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The Ear Infection/Fat Connection

Yesterday The Checkup looked at research suggesting that MSG can make you fat.

Today's culprit? Ear infections.

On rare occasion, science moves forward in big, decisive steps. But more often it's a piling up of small, even obscure-seeming discoveries that may help us better understand how our bodies work -- and that sometimes strike us as obscure, or even bizarre.

At first blush, a connection between common childhood ear infections and adult overweight does seem kind of bizarre. But research presented at the National Meeting of the American Chemical Society earlier this week adds to a growing suspicion that repeated childhood ear infections may indeed contribute to obesity and overweight.

Ear infections can damage the nerve that carries taste sensations from the rear portion of the tongue to the brain, according to Derek J. Snyder, a doctoral student in neuroscience at Yale University who worked on the study along with lead researcher Linda Bartoshuk, a professor at the University of Florida's College of Dentistry. That damage can change the way a person tastes food, Snyder suggests, and steer him toward preferring foods that feel good in the mouth such as ice cream and other high-fat dairy products.

Snyder and colleagues looked at the food preferences of 245 adults who'd had ear infections when they were little and 1,055 folks who hadn't. The former tended to really dig creamy, fat-filled foods; they also tend to be more overweight than those who hadn't suffered childhood ear infections.

Snyder says this study is the fourth to link ear infections to overweight. While more research remains to be done, he says (and he intends to do it), he speculates that early treatment of ear infections could possibly keep some people from growing up fat.

That could add an interesting new wrinkle to the ongoing debate about treating ear infections with antibiotics. Because many cases resolve themselves after a week or so, a few days' "watchful waiting" while managing pain is the current recommended treatment for many kids over six months. That approach is in keeping with efforts to reduce antibiotic use so as to curb bacteria's developing resistance to front-line medications. But what if we knew that by not treating an ear infection we risked setting our kid up to be overweight?

Snyder says

It is quite possible that early diagnosis and treatment of ear infections may prevent obesity in some people. That said, it is important to remember three things. First, ear infections are so common because they have many different causes (so responses to a particular treatment may vary), which presents a significant public health challenge. Second, ear infections represent one of many factors related to obesity, so we need to develop a greater understanding of how these factors work together to increase intake and body mass. Finally, we are just beginning to explore this effect in detail, so it is possible that ear infections influence body mass only in certain groups of people. Further study should clarify these issues, but at the very least, we have found a potentially important contribution to long-term obesity risk, one that may be preventable.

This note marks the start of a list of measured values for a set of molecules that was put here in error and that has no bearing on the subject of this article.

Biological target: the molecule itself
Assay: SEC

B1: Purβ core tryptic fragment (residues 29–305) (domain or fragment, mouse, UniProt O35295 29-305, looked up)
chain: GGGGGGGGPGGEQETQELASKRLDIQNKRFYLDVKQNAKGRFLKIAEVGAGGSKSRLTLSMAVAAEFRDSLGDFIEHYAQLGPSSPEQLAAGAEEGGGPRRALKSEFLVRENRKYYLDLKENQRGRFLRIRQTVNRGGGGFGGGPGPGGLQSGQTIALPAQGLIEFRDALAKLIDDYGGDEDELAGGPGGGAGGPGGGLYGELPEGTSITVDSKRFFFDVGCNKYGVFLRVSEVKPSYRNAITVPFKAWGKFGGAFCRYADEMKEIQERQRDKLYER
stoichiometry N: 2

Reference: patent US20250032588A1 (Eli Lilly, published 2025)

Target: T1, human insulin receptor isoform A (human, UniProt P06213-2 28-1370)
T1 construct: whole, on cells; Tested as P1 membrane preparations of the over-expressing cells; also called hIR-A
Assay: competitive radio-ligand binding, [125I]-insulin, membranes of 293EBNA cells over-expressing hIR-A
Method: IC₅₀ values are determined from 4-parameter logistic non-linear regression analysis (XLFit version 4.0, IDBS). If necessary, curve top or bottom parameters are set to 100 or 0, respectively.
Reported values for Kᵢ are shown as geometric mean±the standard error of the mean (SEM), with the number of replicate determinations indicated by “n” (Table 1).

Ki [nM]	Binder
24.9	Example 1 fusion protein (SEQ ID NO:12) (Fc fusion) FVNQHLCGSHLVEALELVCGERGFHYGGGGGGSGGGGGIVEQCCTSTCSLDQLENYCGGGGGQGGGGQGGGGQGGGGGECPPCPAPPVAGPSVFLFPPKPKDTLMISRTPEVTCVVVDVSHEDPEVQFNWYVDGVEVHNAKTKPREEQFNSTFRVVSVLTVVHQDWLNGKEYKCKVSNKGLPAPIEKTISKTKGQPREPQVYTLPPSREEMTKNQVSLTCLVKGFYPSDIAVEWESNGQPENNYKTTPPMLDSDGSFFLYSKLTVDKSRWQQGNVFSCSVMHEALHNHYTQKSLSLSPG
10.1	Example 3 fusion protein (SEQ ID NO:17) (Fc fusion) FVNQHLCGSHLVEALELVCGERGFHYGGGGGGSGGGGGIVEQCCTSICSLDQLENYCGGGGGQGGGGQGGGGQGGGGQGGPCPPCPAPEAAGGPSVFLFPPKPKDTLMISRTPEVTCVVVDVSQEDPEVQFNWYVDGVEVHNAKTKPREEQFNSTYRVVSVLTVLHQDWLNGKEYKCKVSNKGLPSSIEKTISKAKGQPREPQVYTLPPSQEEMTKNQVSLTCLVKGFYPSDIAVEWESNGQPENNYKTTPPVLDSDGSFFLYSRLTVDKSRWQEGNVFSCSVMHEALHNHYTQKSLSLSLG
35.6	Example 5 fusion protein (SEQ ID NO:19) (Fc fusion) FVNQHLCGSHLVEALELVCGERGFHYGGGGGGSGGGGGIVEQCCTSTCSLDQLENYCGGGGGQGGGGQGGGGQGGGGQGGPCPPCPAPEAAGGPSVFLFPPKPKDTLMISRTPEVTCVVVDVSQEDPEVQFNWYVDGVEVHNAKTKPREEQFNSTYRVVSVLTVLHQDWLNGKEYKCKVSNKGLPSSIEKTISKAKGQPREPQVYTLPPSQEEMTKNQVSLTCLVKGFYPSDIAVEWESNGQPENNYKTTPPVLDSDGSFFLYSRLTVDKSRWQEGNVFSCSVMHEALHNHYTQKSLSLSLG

Snyder hopes to publish the findings within the next six months. As the mother of a kid who lived for years on amoxicillin, going from one ear infection to the next, I'll be watching with interest -- and keeping on eye on the ice-cream carton.

By Jennifer LaRue Huget  |  August 22, 2008; 7:00 AM ET
Categories:  General Health  
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Interesting. We have a Labrador Retriever who had chronic ear infections. We were diligent about cleaning his ears, but we could not clear up the infections. Our vet tested him for allergies and he showed a dairy allergy. We switched him to a dairy-free dog food (Wellness by Mother Hubbard) and his ears are great now. My husband has many food allergies, dairy is one of them. When he consumes any amount of dairy, he becomes congested.

We are learning that there is a strong connection between physical health (and in the case of our children, behavior) and food allergies. It really is incredible the relief that a change in diet can bring.

Posted by: Anonymous | August 22, 2008 8:13 AM | Report abuse

This is fascinating. I had severe ear infections as a pre-school child, one after another. I developed a weight problem in my early teens and I struggle with it still. And yes, fat-filled dairy-based foods "speak" to me in a way nothing else does.

Posted by: Anonymous | August 22, 2008 9:42 AM | Report abuse

My husband and I both had numerous ear infections as children. (Probably twice a year for me, more frequent for him from what he tells me.) Mine at least were regularly treated with amoxicillin. Neither of us is overweight (I am average build, he is very tall and thin) and we both enjoy taste-related activities, food and wine, etc. So, our experience would support the idea that either ear infections do not damage taste in all people, or treating them up front prevents the damage.

Posted by: K | August 28, 2008 9:15 AM | Report abuse

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